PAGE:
Despite its almost half-hearted attempt to build up some love rivalry for Haruka in this series, in reality we knew exactly where this series was headed from a couple of episodes in, making this twelfth and final instalment all but a formality.

While this probably wasn't a good episode for me to watch with just a few weeks to go until my own birthday, as it's given me way too many outlandish ideas (I've already put in my order for a cake the size of Haruka's), it was just about passable as a device to finish the series, taking us through the usual "Oh ho, my present is bigger than yours" posturing from rich boys while Yuuto's simple but uniquely personal gift was the one that captured Haruka's heart. From there, the only real question was whether the script writers were actually going to let Haruka and Yuuto kiss at the end of it all (after Yuuto remembering that he was the little boy who gave Haruka that first issue of Innocent Smile, of course), but after a dollop of fan service their big moment was of course denied with a brief dose of crazed stupidity.


Taking each episode on its own merit, "seen it all before" could be a label applied to every single one - This series didn't so much break the mould as fill it with jelly over and over again until you needed your stomach pumped. I have to be fair in saying that watching Nogizaka Haruka no Himitsu has been more fun than having your stomach pumped (watch out for that quote on the DVD release!), and when it delved into otaku culture in its Akihibara-focused episodes it was really rather good, but beyond that it largely floated merrily in its own sea of medicority, never looking likely to either swim to the shore of greatness or sink into the dark depths of dulless. If I had to sum up the series in a single word then? Average.

Sunday, 28 September 2008

Allison to Lillia - Episode 21

That's right, it's time for yet more Allison to Lillia, which I currently seem to be well and truly overdosing on - The things I do for you guys and girls...

Anyway, last episode Treize stumbled across some dynamite, and thus hatched a cunning plan - To blow up the palace's kitchen to create a diversion. In Allison to Lillia terms this is actually a pretty good plan, although for some reason Treize seems to think that putting dynamite in the kitchen is okay "because it's made of brick". Ahh yes, brickwork, infamous for being entirely explosion-proof...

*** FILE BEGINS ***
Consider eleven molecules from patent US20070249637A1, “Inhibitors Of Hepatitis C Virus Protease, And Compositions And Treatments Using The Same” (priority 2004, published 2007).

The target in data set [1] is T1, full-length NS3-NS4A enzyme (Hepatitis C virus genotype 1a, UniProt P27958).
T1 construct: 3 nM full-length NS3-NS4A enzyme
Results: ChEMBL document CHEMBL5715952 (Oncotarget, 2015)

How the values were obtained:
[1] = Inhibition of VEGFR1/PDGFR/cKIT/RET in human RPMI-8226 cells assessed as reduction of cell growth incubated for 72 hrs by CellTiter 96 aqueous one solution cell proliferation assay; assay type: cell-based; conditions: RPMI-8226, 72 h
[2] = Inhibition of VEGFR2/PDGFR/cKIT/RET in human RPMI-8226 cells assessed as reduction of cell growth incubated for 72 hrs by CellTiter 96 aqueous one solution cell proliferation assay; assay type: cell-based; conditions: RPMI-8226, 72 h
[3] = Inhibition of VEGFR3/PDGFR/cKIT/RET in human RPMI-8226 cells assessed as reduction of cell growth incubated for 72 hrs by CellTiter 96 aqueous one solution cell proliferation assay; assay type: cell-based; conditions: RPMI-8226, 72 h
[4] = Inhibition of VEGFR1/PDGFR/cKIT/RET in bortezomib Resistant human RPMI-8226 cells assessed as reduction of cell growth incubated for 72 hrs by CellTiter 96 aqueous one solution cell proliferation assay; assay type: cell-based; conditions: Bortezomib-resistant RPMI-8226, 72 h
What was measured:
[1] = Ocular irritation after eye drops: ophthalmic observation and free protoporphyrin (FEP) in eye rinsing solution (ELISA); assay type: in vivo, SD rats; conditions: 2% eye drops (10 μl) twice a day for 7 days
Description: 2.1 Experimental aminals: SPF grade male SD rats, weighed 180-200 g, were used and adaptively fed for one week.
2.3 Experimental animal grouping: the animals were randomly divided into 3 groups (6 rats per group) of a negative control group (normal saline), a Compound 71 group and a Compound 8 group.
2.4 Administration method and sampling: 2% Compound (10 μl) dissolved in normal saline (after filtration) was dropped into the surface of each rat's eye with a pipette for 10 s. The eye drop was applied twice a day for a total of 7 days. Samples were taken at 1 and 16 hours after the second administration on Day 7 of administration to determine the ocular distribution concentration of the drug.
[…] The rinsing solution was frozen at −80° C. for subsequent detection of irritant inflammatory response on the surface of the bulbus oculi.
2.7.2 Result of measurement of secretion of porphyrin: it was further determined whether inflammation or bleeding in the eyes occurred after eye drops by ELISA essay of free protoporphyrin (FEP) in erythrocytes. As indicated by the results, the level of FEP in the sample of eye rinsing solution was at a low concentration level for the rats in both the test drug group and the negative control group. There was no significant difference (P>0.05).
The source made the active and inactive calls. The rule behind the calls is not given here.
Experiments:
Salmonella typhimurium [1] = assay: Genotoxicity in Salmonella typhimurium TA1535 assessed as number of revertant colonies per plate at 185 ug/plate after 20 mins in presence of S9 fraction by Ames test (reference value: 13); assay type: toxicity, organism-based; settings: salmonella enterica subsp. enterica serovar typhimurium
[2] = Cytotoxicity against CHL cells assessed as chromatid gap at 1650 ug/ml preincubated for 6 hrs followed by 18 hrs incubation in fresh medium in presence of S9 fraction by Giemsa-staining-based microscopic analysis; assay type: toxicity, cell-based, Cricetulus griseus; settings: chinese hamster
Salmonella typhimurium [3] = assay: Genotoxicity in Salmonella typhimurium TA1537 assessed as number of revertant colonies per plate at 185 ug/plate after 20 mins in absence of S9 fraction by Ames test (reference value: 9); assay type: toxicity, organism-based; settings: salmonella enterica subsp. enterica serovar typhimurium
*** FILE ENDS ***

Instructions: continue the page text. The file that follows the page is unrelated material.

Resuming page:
Of course, strapping near-man that he is, Treize undertakes this dangerous task for himself. Wait, what am I saying? Of course he doesn't, he leaves Lillia to plant and ignite the dynamite, while he rather conveniently finds that the armed and highly trained guards that have kidnapped everyone in the place have left the front door open. Unfortunately for him, they close it before he can get inside, causing him (with Lillia now tagging along) to have to break in via his own bedroom instead. From here, he radios for help, but can only get the phrase "Royal family's winter palace" and "armed" out before the transmission is cut, baffling the recipient. What an earth could "armed" mean? Hmm, it can't be anything bad, back to the tea and custard creams!

Meanwhile, Fiona finally realises who the woman holding her hostage is, at which point possibly the best line ever in anime is revealed. I'm not sure if it's a translation error, but Claire (the leader of the gang) recalls how she was there on that fateful day when her father Owen was "cornered to death" by Fiona and company. Cornered to death? Is that what it said on the death certificate? It's so beautifully appropriate, yet so completely hilarious... Anyhow, in return for this revelation, Fiona tells the whole story about how she isn't Princess Francesca, and so the kidnappers change their plan to take Fiona away so that they can reveal this secret and cause chaos within the royal family.